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BRAVE: At the Foot of the Cross

The cross on our church’s front lawn. The purple cloth will change to black on Good Friday and then white on Easter Sunday.

Did the wind whistle across the top of that hillside, over two thousand years ago? Or was it eerily quiet? A few moans, cries and the haggard breathing of the dying, the only sounds interrupting the loud silence?

How many gawkers were there, looking for a cheap thrill? Gossips, wanting to get the scoop on what was going down? How many family and friends of the two thieves? Or were they all alone in their death sentences?

John was there.  The disciple.  Mary, His mother, as well.

Where would you be?  By now, the worst anyone could have imagined, had happened. He was on the cross, barely hanging onto life. Had some of his followers, come out of the shadows of fear, to watch?  To bear witness of what was coming next? What was coming next?

I’ve often thought about what I would have done had I been alive then. I have no easy answers. I hate blood and gore. I’m sure I wouldn’t have been able to watch the whipping and the beating. I haven’t even been able to watch it in the movies. Would I have stood there, covering my eyes, willing the bile in my throat to stay down or would I have run away? Would the mockery and taunting, have angered me?

I may have followed the procession up the hill. That slow, agonizing parade to the top of Golgotha. The scraping of the wood against the dirt as it was moved along the road. The sound of dragging feet, too beaten and tired to move anything but painfully slow. Would I have waited as He hung there, dying? Blood and sweat dripping down his body, the planks of wood, perhaps pooling at the base?  If I did, I’m not sure how close I would have gotten. I think I would have been a ways off. Afraid to get too near. Afraid of what I’d see so close up. Definitely not brave.

John was close. So was Mary. He could see them and talk to them. He didn’t have the strength to yell, so you know they were nearby. What was the difference between John and Mary and those who wouldn’t come close?

For John and Mary, I think it was about love.  Mary is easy.  She was his mother.  Of course she didn’t just want to be close, she needed to be. It’s a mother thing.  John is a little different.  He was the youngest of the disciples.  Probably more a young adult. Yet braver than all the rest?  I think so.  John and Mary saw beyond the blood and gore.  They saw the man they loved. The Master they followed and the God they trusted.  They didn’t understand what was happening but they knew to stay close by.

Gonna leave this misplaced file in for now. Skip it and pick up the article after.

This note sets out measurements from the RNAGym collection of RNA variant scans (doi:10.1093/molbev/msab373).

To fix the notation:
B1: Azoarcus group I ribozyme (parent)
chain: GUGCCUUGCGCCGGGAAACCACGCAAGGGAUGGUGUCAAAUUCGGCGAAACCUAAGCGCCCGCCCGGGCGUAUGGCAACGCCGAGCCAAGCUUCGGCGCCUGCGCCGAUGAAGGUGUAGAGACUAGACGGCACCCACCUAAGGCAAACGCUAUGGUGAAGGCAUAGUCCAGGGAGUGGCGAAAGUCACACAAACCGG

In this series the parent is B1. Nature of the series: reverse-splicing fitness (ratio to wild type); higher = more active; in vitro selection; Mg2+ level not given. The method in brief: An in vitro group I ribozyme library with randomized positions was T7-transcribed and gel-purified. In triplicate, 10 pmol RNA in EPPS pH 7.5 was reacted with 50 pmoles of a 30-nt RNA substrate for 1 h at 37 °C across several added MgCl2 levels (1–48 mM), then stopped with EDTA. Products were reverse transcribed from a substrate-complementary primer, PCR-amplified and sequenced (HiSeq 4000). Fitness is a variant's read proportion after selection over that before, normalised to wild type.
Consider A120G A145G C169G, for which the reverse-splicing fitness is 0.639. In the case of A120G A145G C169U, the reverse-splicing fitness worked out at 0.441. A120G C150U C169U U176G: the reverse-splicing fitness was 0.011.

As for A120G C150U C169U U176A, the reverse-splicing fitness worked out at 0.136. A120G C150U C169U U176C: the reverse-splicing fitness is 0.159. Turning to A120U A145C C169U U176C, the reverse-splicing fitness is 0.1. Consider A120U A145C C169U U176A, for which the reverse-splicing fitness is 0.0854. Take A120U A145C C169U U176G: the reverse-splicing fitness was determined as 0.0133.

What about me?  You? I wouldn’t have wanted to get too close because of the blood. I’d be afraid I’d vomit from the sights and smells. The anguish. The pain. I wouldn’t want to see that mess. Does the same hold true for me today?  What about you?  We can only imagine the horror.  Still we don’t want to get too close. Why? Because two thousand years later, we still might not like what we see so close to the cross.  No blood now.  It’  The closer you get to the cross, the closer you come to the truth.  Let’s face it.  It’s not always pretty.  We see our mess.  The broken relationships.  The faults we try to cover up.  The lies we hide.  The sin we justify and rationalize. I t all comes out of the dark, at the foot of the cross.  Because Jesus is the light of the world and He had victory over the darkness and the one who rules it.  It’s not the cross that saves us but the person who died on it.


As we come close to Him, and imagine Him hanging there in our place, it will hit us hard.  We see the truth of our lives and our yuck.  Some of us will respond by running from it.  Believe the lie that things will never change.  We’ve gone too far.  There is no hope.  Stay in the shadows, watching.  Or run as far away as we can, never looking back. (If you are running, slow yourself down and hear Him calling you by name from the cross. Take a moment and look back. Take a good long look.)

We may be immune to it.  Which is the worst thing of all.  At least running away, we realize we are in need of something. Cold hearts are prideful hearts.  I’ve been reminded of this as I’ve been reading about growing up in the church and in a pastor’s family, in The Pastor’s Kid by Barnabas Piper.  The bible becomes just words.  We’ve heard the Easter story so many times, we think to ourselves, “Meh”.  The love laid bare on the cross that day should rock our worlds but far too often, it doesn’t. That love story has grown cold.  Our hearts are hard.  (What do you have to do this Easter to light that fire again? To make it new and fresh?)

Or.  We can stay close.  Like John and Mary.  Bravely look at our hearts. Our lives.  Accept the outrageous gift of grace offered by Him, hanging there on those planks of wood.  Be mesmerized by the love in His eyes for us.  Believe who He says He is and then bravely, stand there and wait for what’s going to happen next.  It’ll take our breath away.

The women were terrified and bowed with their faces to the ground. Then the men asked, “Why are you looking among the dead for someone who is alive?  He isn’t here! He is risen from the dead! Remember what he told you back in Galilee, that the Son of Man must be betrayed into the hands of sinful men and be crucified, and that he would rise again on the third day.  Luke 24:5-7 NLT

And I am convinced that nothing can ever separate us from God’s love. Neither death nor life, neither angels nor demons, neither our fears for today nor our worries about tomorrow—not even the powers of hell can separate us from God’s love.  No power in the sky above or in the earth below—indeed, nothing in all creation will ever be able to separate us from the love of God that is revealed in Christ Jesus our Lord. Romans 8:38-39 NLT